The Theology and Critical Race theory facebook page recently posted this article on how, despite improvements, Western media and NGO’s still portray Africa as desperately impoverished, backwards, and teetering on the verge of death and collapse. The article considers various reasons for this determination to equate Africa with chaos and poverty but highlights the role of NGO’s, whose funding often depends on convincing Western donors that the plight is terrible and the catastrophe immanent: only a few dollars right now and you can save a life.
On the other side of these often graphic portrayals of bare life and looming death are pictures of bright, vibrant colorful, Africa. Many nonprofits have switched from the pictures of naked starving African children opting instead for these pictures of abundant life. The logic, however, remains the same: it’s precisely the NGO that can produce this life teeming with laughter, joy, and vitality. And a death-menaced Africa is the natural, historical state of the entire continent; so, the impending deaths are lamentable but expected. When confronted with the graphic pictures of “poverty porn,” one is simultaneously horrified and yet unconcerned (it is, after all, Africa–what else would you expect?).
Within this redemptive work, the “outside” (Africa, the Other) must be perpetually construed–constrained–to be in this state of liminal death. There is a certain antimony here that is, I think, connected to one found in earlier racial schemas of world redemption. For S.T. Coleridge, racial variation is the mark of human degeneration and sin. Through God’s providential grace, God elected the Anglicans (church, culture, race) to be the least degenerate race that has the mission to raise all other races up to the original, truly human form. Within this drama of racial salvation, Coleridge faces the dilemma: the British race is defined by this salvific agency, and thus the successful completion of its mission (whitening the world) threatens its very identity (no more “degenerate races” to save, and thus Britain’s distinctness, whiteness itself, is lost). [On a side note, one can find this same antimony within John Milbank’s theology of religion/culture…]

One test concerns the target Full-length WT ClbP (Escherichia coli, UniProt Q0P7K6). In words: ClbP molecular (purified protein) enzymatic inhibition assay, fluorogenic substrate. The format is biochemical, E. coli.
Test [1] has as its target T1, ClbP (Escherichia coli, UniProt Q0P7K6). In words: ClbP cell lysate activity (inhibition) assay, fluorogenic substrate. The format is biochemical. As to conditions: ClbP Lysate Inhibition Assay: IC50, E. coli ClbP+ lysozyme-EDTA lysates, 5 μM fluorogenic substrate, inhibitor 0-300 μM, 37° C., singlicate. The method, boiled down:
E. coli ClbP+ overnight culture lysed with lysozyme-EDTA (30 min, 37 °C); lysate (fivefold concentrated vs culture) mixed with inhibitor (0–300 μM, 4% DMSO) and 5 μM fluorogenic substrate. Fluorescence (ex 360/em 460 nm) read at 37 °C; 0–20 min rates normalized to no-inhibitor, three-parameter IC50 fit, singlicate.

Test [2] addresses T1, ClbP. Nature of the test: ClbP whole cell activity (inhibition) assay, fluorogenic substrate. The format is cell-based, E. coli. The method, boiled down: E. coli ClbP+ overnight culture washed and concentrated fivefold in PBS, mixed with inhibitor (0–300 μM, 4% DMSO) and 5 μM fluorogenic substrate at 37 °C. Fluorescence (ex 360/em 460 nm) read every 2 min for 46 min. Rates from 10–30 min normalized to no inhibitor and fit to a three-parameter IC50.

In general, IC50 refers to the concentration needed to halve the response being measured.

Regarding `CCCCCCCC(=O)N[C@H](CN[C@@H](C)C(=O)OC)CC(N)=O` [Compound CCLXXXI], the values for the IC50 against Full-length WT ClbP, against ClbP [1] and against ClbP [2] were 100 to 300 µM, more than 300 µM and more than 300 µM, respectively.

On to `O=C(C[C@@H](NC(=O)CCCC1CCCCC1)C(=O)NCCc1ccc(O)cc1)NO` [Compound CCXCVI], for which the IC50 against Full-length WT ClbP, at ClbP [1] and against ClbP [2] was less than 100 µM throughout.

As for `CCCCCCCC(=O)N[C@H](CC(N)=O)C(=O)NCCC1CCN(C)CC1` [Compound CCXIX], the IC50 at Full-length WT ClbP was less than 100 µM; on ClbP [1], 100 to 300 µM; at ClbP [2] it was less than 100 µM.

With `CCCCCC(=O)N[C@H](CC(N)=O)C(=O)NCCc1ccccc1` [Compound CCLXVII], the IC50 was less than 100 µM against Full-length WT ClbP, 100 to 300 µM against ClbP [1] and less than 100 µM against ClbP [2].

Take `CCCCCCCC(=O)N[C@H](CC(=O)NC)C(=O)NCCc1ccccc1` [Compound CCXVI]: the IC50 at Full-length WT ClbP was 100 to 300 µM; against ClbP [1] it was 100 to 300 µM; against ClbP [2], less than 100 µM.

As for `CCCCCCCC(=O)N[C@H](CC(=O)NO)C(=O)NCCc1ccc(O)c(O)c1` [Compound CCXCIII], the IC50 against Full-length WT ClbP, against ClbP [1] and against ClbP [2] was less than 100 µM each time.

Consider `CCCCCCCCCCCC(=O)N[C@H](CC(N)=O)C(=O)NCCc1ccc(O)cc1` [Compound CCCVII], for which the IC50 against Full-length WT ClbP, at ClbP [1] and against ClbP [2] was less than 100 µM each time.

The point, I think, for Coleridge and also for our present situation with charity to Africa, is neither to resolve the antimony nor even to use it account for the perpetual salvific role of Britain/the West. The antimony is productive because it undergirds a specific intellectual function: the identity of the savior-nation/culture/race/church as well as the degenerate world must be explicated again and again. Intellectual and political energy are directed to producing this account, an account which presupposes and therefore can ignore a certain global arrangement of power and the violence which sustains it.
In Coleridge’s day, this assumption of imperial power made it possible to criticize the brutality of the slave ship without questioning the forced dislocation of African peoples. In our day, perhaps our charity to “dark Africa” is embedded within our own deeper, blind commitment to the U.S.’s position as neo-colonial power.